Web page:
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L'Assommoir (1877)

de Émile Zola

Altres autors: Mira la secció altres autors.

Sèrie: Les Rougon-Macquart (7)

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2,038375,810 (4.1)1 / 188
Lantier and Gervaise are fresh from the south, making a new life in Paris. But Lantier soon succumbs to urban degeneracy and abandons her. Gervaise, marries Coupeau the roofer and strives to realise her dream of running her own laundry. Hardship, however, is never far away.
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The novel is mainly the story of Gervaise Macquart, escaping to Paris with her tireless lover Lantier to work as a laundress in a hot and busy laundry in one of the most decadent areas of the city.

L'Assommoir begins with Gervaise and her two children being abandoned by Lantier, who leaves for an unknown place with another woman. Although at first she rejected men completely, she eventually gave in to the advances of Coupeau, an abstainer roofer, and they were married. The wedding sequence is one of the most famous scenes in Zola's work; the account of the chaotic and improvised trip of the wedding party to the Louvre is one of the most famous passages of the novelist. Through a combination of happy circumstances, Gervaise manages to fulfill her dream and raise enough money to open her own laundry. The couple's happiness seems to be completed with the birth of a daughter, Anna, nicknamed Nana (the protagonist of Zola's later novel with the same title).

However, later in history, we witness the downward trajectory of Gervaise's life from that happy high point. Coupeau is injured when he falls from the roof of a new hospital in which he is working and, during his long convalescence, he begins first with idleness, then with gluttony and, finally, with drink. In just a few months, Coupeau becomes a vengeful alcoholic who hits his wife, with no intention of trying to find more work. Gervaise struggles to keep her home together, but her excessive pride leads her to a series of embarrassing failures and soon everything is getting worse. Gervaise is infected by her husband's newfound laziness and, in an effort to impress others, spends his money on lavish banquets and accumulates uncontrolled debts.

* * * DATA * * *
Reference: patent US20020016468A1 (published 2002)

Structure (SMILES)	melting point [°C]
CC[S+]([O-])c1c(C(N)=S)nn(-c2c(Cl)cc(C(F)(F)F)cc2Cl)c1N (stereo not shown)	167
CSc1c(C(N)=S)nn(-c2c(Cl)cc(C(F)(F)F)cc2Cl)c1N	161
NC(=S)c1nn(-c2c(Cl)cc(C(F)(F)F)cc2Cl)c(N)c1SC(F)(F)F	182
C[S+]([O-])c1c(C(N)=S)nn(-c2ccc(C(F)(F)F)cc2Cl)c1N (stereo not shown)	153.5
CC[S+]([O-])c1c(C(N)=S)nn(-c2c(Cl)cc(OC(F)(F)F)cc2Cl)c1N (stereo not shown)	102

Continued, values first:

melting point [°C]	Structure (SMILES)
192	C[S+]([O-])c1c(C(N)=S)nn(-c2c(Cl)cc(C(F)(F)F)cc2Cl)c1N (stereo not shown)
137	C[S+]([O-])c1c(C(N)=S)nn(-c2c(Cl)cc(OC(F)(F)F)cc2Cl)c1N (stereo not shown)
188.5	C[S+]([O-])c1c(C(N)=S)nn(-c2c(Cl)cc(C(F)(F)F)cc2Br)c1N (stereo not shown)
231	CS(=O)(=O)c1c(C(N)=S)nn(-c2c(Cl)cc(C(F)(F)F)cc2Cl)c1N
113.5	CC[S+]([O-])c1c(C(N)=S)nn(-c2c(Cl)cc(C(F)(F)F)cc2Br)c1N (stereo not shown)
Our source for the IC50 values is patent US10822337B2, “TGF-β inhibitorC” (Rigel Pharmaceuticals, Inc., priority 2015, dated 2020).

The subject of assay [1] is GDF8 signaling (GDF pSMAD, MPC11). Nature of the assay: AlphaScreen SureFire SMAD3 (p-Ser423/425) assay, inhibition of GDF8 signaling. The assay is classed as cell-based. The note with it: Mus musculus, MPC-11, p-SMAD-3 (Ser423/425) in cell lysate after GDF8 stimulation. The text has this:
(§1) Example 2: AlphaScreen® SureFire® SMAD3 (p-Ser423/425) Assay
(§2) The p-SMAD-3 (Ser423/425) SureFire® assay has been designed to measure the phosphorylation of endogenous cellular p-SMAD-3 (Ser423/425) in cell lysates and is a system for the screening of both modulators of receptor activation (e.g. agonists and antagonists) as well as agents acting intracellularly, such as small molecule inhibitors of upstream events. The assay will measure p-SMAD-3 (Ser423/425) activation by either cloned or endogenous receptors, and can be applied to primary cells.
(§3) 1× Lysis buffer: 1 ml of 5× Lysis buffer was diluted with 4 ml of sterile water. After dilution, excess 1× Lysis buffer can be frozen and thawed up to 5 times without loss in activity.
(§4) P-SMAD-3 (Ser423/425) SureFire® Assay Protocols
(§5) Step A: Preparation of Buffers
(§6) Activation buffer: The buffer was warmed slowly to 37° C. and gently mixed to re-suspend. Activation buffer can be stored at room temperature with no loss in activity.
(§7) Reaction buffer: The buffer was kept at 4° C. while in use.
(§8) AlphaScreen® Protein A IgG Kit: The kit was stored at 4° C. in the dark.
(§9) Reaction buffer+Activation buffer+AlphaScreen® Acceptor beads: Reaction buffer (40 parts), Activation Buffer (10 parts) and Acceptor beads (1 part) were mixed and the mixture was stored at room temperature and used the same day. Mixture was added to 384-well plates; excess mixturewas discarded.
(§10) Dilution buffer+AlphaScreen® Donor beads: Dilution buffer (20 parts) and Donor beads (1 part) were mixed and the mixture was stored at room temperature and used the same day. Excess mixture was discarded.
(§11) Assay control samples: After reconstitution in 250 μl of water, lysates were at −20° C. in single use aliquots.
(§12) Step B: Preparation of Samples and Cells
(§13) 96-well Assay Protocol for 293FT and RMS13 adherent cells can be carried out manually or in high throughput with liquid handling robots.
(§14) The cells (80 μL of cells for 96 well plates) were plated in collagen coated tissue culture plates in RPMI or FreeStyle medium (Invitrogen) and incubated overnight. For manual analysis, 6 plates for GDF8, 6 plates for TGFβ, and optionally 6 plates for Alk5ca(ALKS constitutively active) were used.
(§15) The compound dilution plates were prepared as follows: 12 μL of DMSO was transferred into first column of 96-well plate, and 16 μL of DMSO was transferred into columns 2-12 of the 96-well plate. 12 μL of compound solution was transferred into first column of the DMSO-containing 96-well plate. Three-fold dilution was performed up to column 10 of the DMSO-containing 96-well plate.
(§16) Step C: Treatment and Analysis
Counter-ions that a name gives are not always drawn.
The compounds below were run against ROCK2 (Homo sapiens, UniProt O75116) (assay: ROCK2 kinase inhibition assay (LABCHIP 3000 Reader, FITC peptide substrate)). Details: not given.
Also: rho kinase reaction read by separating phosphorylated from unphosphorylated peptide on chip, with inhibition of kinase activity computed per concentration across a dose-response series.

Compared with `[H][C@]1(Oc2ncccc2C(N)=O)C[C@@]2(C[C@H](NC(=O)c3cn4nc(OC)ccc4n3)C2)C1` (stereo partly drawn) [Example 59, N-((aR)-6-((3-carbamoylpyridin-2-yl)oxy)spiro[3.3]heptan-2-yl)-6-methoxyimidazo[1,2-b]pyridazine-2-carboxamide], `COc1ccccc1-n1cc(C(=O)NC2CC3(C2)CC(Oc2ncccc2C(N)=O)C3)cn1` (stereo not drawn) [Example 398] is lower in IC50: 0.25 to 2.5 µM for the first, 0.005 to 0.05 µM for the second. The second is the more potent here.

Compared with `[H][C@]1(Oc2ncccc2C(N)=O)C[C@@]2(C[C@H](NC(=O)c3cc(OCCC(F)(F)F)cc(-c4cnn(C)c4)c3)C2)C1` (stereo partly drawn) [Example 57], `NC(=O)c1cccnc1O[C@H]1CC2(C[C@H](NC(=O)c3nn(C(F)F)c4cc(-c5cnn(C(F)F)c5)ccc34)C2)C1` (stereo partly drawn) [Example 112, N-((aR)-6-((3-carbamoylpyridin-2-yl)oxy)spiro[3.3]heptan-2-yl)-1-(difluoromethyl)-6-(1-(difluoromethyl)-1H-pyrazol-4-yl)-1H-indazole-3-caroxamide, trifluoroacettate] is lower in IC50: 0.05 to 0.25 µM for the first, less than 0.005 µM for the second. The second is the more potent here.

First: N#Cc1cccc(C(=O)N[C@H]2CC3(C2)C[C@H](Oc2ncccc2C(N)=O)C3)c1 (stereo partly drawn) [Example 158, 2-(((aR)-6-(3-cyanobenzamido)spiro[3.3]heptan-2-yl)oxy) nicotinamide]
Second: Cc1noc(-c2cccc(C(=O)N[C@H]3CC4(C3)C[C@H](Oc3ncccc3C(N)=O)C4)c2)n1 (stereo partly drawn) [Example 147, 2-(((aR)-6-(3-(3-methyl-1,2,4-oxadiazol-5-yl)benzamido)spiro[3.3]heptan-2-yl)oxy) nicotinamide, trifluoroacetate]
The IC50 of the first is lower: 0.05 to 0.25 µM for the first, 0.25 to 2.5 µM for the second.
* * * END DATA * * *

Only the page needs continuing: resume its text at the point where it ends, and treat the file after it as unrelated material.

The house is further disturbed by the return of Lantier, who is warmly received by Coupeau at this point, losing interest in Gervaise and his own life, and becoming seriously ill. The resulting chaos and financial tension are too much for Gervaise, who loses her laundry and is sucked into a spiral of debt and despair. Finally, she also finds solace in drinking and, like Coupeau, falls into heavy alcoholism. All of this leads Nana - already suffering from chaotic life at home and having problems daily - to flee her parents' house and become a casual prostitute. ( )
  Marcos_Augusto | Feb 19, 2021 |
I run the risk, with Zola, of being biased and excessively rapturous. Well, you know what? I try to do it so rarely that you can just put up with it, in this instance!

L'Assomoir, translated roughly as The Drinking Den or sometimes The Dram Shop is the seventh in Zola's 20-volume Rougon-Macquart series and, famously, it's the one that made him a household name in Third Republic France. Zola should be required reading for all people of a left-wing persuasion: he's fiercely angry about the state of society, the ways in which individuals vote against their own interests due to ill education or a quick buck, the destructive forces of poverty and inequality upon people's ability to make smart decisions, and - especially - to the short-sighted hypocrisy of moral reformers and snobs, who proliferated throughout France during its last period of Empire, between 1851 and 1870, which this series chronicles. He is a core text in 19th century class-conscious critiques, with the eye of a 20th century sociologist, always seeking a dozen root causes for a problem when lesser minds - sometimes minds in power - would settle for one. "People wouldn't be poor if they didn't waste their lives on drink and sex!" said the wealthy (who - as the author has chronicled in earlier instalments - waste much of their life on same). "Perhaps", Zola retorts, "we should ask why they drink and have sex, and whether they really had any chance of escaping poverty to begin with."

In the character of Gervaise, a washerwoman torn between three men, various children from different fathers, and a monotonous life broken up only by bouts of injury, brutality, or drunken joy, Zola found a character to enrage and enrapture the literati of Paris in equal measure. As the novel was serialised, readers couldn't tell whether the author was creating a story of a sinner's moral downfall, or just enjoying creating a scandal ("being a pornographer", as his critics called him until his dying day).